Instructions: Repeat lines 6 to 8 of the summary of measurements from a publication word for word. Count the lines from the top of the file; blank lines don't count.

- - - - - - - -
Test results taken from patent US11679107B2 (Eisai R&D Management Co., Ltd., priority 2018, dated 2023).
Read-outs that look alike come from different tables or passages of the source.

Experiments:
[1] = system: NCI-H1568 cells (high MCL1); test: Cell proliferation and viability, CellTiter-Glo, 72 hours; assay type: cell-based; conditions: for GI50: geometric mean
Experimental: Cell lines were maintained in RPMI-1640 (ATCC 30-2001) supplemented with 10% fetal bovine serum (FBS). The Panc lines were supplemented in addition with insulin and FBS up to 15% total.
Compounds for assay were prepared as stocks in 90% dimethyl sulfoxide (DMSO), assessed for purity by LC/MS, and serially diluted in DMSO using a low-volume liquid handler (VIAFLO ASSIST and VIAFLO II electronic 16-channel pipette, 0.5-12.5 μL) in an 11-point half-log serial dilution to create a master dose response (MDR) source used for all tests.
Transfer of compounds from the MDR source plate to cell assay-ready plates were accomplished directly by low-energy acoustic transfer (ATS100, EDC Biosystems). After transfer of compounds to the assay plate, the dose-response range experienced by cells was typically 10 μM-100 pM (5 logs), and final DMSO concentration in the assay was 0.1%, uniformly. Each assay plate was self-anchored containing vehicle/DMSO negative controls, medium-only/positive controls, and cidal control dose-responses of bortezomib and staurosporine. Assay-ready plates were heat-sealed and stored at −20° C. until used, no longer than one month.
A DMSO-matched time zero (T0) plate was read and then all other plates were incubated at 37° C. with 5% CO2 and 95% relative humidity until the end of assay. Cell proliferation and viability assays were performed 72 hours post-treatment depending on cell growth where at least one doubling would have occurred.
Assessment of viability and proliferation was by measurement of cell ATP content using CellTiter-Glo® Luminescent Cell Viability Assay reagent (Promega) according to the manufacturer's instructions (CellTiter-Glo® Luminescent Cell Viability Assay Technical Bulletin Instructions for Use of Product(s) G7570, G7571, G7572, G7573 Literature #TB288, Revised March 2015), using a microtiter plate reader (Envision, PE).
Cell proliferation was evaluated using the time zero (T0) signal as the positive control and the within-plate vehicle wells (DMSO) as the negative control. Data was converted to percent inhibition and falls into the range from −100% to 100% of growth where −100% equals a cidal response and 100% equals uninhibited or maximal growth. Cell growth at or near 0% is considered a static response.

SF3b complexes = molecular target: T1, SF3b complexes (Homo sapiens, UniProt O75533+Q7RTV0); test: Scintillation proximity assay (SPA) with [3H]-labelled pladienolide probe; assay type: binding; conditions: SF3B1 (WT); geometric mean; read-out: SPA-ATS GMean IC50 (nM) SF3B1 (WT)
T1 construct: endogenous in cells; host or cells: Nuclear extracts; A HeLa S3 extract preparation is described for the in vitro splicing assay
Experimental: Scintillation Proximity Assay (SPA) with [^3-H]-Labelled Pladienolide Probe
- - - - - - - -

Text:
Compounds for assay were prepared as stocks in 90% dimethyl sulfoxide (DMSO), assessed for purity by LC/MS, and serially diluted in DMSO using a low-volume liquid handler (VIAFLO ASSIST and VIAFLO II electronic 16-channel pipette, 0.5-12.5 μL) in an 11-point half-log serial dilution to create a master dose response (MDR) source used for all tests.
Transfer of compounds from the MDR source plate to cell assay-ready plates were accomplished directly by low-energy acoustic transfer (ATS100, EDC Biosystems). After transfer of compounds to the assay plate, the dose-response range experienced by cells was typically 10 μM-100 pM (5 logs), and final DMSO concentration in the assay was 0.1%, uniformly. Each assay plate was self-anchored containing vehicle/DMSO negative controls, medium-only/positive controls, and cidal control dose-responses of bortezomib and staurosporine. Assay-ready plates were heat-sealed and stored at −20° C. until used, no longer than one month.
A DMSO-matched time zero (T0) plate was read and then all other plates were incubated at 37° C. with 5% CO2 and 95% relative humidity until the end of assay. Cell proliferation and viability assays were performed 72 hours post-treatment depending on cell growth where at least one doubling would have occurred.